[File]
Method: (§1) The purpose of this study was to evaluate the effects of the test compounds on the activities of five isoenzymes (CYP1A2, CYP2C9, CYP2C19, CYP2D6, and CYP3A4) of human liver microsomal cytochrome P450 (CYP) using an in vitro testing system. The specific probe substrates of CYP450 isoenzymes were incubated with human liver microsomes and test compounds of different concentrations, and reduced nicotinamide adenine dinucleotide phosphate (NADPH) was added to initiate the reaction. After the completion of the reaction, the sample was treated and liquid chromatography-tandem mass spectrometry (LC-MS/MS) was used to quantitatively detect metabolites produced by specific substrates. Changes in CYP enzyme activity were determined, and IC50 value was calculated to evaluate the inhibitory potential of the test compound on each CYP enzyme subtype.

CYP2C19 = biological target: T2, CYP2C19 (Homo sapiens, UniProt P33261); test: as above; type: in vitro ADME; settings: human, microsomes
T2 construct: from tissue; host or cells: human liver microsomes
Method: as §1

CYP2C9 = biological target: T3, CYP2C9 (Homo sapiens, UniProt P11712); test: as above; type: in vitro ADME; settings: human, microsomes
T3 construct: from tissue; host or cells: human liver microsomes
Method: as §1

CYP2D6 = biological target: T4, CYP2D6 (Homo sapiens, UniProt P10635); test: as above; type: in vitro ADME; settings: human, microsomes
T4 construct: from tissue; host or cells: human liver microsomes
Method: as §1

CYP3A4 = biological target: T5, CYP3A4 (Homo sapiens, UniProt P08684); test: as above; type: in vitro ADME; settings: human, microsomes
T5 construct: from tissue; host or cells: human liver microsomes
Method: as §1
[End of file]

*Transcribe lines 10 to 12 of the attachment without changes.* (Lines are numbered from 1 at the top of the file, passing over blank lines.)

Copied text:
Method: as §1

CYP3A4 = biological target: T5, CYP3A4 (Homo sapiens, UniProt P08684); test: as above; type: in vitro ADME; settings: human, microsomes
T5 construct: from tissue; host or cells: human liver microsomes